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March 2015 Archives

An argument in favor of divorce

When Illinois parents are faced with the possibility of divorce, the first thing they often think about is how the decision will impact their children. As a result, some couples choose to stay married and continue to raise their children together in one household. Of course, the best interests of the child or children involved should always be top priority for parents as they approach issues like divorce. That is why some are voicing support for the decision to divorce over staying in an unsatisfying marriage.

Retirement accounts and property division considerations

Many Illinois residents rely on their retirement savings to serve as a primary source of income once they stop working. Retirement accounts are generally subject to property division proceedings in divorce, which means that they can be valuated and distributed with other marital assets. Understanding how various types of retirement accounts are identified and divided under the law can go a long way to help ensure that people’s long-term savings are protected after divorce.

Can failing to pay child support be a federal offense?

No matter if you and your child’s other parent were previously married or not, you are both legally obligated to financially support your child. Illinois State and federal laws mandate child support obligations, and institute a number of measures for enforcing such guidelines. Despite the fact that your child support decree may have been established in Illinois, there are instances when failing to make mandatory child support payments falls under federal guidelines and jurisdiction. Therefore, it is important to be aware of the circumstances under which you or your child’s other parent’s failure to pay child support could be considered a federal offense.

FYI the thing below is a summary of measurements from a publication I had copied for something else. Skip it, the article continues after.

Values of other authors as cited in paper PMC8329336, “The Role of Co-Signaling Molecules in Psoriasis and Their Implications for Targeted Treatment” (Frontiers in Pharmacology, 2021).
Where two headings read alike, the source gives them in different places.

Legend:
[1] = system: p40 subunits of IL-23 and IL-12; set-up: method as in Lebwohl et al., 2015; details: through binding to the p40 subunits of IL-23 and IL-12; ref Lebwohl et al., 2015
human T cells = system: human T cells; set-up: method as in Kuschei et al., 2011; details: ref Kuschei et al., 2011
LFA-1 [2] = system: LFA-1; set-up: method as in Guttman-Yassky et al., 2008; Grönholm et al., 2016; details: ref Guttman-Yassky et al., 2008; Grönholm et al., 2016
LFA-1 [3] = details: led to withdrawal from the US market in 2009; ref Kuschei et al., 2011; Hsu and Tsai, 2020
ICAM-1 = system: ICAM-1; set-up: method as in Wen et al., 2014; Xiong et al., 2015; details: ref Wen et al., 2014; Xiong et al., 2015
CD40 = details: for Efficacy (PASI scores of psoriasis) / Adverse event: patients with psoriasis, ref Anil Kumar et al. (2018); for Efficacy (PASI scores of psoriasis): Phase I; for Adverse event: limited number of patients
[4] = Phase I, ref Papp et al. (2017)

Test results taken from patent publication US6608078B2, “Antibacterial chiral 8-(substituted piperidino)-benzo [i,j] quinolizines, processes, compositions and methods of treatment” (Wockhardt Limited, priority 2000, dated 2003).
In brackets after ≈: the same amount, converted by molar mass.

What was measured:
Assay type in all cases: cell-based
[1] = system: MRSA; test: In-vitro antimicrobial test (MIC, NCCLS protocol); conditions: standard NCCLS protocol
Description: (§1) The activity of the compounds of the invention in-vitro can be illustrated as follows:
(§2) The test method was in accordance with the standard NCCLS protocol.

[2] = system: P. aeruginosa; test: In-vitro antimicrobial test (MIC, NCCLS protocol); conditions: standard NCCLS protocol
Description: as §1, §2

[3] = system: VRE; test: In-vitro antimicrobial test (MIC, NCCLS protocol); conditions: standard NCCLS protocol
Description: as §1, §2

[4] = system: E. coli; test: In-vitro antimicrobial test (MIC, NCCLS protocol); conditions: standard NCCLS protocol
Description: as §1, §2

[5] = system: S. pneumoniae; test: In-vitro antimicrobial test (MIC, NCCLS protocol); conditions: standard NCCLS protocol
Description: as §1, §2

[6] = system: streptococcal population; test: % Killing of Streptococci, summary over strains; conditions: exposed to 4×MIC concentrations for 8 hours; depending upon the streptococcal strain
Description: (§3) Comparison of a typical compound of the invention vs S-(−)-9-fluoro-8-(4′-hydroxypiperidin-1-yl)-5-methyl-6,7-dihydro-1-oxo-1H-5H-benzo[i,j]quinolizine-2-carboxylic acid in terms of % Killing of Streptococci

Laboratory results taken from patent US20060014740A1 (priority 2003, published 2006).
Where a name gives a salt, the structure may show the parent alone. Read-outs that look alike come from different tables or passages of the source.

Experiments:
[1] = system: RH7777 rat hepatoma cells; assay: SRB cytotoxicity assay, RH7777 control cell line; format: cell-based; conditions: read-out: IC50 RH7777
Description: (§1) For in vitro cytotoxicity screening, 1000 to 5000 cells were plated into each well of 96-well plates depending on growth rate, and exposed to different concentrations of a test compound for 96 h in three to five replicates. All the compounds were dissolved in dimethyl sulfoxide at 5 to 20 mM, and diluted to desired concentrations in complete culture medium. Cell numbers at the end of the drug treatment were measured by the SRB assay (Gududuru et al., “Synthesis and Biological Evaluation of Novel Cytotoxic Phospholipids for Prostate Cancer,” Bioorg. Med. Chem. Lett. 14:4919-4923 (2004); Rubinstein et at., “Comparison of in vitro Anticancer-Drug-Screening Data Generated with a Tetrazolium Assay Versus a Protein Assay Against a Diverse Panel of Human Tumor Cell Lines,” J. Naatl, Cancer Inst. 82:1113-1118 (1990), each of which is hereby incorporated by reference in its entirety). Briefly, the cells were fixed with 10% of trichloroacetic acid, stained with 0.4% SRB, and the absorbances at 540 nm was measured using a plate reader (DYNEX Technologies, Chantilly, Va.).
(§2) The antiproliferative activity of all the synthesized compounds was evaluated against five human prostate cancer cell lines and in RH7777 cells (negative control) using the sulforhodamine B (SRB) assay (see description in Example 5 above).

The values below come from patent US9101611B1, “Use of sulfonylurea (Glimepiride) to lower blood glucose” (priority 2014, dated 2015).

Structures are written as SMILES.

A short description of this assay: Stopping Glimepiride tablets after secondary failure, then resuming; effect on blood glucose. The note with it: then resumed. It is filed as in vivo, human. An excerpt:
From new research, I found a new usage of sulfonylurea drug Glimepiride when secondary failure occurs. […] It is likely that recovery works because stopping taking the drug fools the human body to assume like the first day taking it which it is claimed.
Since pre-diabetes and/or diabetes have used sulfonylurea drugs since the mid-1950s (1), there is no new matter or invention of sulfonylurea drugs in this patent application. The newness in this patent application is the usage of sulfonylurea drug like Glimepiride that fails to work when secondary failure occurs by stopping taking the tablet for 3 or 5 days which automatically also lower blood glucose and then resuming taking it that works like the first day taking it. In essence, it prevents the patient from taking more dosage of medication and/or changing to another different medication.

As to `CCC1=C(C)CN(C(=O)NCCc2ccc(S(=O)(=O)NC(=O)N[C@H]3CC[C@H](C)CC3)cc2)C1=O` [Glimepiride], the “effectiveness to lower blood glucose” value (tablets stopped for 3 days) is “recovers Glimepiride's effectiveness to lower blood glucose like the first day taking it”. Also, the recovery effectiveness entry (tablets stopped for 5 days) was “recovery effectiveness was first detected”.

Advantages and disadvantages of fault divorce

Illinois is a no-fault divorce state, meaning that you and/or your spouse can end your union without proving that any wrongdoing occurred in your marriage. No-fault divorce is the simpler and less acrimonious option in many cases, but it is not always the most appropriate choice. Understanding when and how establishing fault affects divorce proceedings can help you decide if it is the right option in your specific case.

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Johnson & Johnson Attorneys At Law

Johnson & Johnson, Attorneys at Law
11 South High Street
Belleville, IL 62220

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